Updated: Tuesday, 23rd October 2018 @ 1:29pm

Maintain a thirst for knowledge, not tragedy

Maintain a thirst for knowledge, not tragedy

by Sam Rider

STUDENTS pouring into university cities across the country need reminding of the risks and dangers inherent with the growing drinking culture among young revellers.

It is eighteen months since the body of Gavin Terry, the 19-year-old Leeds Metropolitan University student, was found in the River Aire.

His body was discovered 68 days after he was reported missing following a night of alcohol fuelled partying and resulting tests showed he was two and a half times over the drink-drive limit.

At the inquest West Yorkshire Deputy Coroner Richard Manning warned of the tragic dangers that could result from excessive drinking.
 
Recording a narrative verdict, he said: “He was unhappily so drunk that he probably did not recognise what he was doing when he went into the river.

“There are too many people who are ending up seriously injured or worse and drink is the cause of it.”

This reminder comes just weeks after the Why Let Good Times Go Bad? initiative, a government backed £100 million campaign to tackle Britain’s culture of binge-drinking among young adults, was launched.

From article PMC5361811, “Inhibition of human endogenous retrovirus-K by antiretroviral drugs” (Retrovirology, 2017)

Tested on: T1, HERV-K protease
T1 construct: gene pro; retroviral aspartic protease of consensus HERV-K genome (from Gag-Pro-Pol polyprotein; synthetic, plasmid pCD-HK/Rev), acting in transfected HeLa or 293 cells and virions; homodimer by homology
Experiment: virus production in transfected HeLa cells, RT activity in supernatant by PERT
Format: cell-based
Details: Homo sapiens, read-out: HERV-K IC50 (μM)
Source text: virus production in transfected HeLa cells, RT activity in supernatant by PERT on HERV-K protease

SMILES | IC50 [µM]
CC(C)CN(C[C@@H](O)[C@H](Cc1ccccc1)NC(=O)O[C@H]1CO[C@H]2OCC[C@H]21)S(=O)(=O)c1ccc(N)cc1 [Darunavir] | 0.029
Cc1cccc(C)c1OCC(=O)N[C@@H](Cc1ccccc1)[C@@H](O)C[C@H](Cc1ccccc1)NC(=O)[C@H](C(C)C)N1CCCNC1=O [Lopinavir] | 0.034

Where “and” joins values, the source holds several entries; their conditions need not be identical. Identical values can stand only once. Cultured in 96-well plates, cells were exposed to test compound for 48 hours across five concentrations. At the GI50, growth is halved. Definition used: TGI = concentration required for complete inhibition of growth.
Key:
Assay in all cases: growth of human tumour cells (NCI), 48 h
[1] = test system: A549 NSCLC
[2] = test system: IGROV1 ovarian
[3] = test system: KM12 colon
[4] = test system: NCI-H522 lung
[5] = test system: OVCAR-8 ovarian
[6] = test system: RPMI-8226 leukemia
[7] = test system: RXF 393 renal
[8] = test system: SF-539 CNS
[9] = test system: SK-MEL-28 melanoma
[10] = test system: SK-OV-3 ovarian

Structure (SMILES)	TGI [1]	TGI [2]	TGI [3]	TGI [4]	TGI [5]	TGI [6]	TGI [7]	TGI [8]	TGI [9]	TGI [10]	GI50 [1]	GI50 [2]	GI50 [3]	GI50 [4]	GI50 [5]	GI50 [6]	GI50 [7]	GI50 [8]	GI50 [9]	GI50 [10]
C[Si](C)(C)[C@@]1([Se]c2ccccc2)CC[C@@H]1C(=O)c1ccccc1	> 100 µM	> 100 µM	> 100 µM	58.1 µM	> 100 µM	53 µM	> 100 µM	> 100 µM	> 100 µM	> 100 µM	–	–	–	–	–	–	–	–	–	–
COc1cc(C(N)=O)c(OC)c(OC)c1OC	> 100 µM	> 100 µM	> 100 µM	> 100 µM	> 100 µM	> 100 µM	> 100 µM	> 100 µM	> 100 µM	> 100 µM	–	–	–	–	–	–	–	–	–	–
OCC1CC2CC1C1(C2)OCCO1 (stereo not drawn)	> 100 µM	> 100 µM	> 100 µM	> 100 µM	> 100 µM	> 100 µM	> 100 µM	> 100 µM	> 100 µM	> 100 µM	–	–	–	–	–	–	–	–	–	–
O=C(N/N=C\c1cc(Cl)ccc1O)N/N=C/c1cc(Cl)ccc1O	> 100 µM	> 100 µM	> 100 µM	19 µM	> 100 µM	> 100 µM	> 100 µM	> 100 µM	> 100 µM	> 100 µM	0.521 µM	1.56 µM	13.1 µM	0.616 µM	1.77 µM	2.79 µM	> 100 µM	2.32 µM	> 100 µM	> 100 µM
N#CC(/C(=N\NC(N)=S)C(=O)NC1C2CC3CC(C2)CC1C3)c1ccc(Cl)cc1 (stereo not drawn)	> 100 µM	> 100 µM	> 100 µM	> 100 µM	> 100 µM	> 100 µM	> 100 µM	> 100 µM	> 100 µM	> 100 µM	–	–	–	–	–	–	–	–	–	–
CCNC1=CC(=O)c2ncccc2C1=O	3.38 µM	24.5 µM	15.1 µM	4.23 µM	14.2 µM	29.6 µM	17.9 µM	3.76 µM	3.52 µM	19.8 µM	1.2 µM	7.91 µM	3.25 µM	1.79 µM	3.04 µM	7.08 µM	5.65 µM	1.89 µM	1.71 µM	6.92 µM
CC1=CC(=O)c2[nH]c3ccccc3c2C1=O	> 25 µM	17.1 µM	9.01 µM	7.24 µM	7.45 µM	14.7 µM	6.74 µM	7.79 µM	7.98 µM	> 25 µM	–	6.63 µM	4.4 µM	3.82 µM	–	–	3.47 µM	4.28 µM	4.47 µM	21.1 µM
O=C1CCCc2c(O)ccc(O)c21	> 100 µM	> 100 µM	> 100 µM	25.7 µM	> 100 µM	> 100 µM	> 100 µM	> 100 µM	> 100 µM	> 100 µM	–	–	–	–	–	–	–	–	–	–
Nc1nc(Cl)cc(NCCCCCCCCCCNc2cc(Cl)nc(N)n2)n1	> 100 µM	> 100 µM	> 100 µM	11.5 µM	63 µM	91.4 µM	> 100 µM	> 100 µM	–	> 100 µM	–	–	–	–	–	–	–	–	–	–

And according to a YouGov survey of more than 2,000 people aged 18-24, a quarter have not known how they have got home, and nearly a third have blacked out.

The initiative has been drawn up by Drinkaware, the independent charity aimed at educating people about the risks involved with alcohol consumption.

Chris Sorek, the Chief Executive of the UK-wide charity said: “Being a student at university can often mean drinking heavily, particularly in fresher’s week.

“Unfortunately, alcohol impairs people’s judgement and a few too many might mean doing things you’d never dream of doing when sober.”

Statistics released by the NHS show alcohol misuse to cost the health service about £2.7bn per year and 49,300 people aged 16-24 were admitted to hospital in England and Wales in 2007/08 due to alcohol-related causes.

The North East and North West recorded the highest number of admissions with around 2,000 and 1,900 admissions per 100,000 of the population.

Drinkaware offers advice for precautions to take on a night out on its website and provides a unit calculator to keep track of your unit intake.

“It’s imperative that we all think carefully about how much we drink on a night out to avoid taking risks with health and personal safety,” added Mr Sorek.

“Drinking to excess can increase the chances of sexual assault, having a serious accident or being a victim of crime. Alcohol can be seen as fun but misusing drink can be dangerous.”

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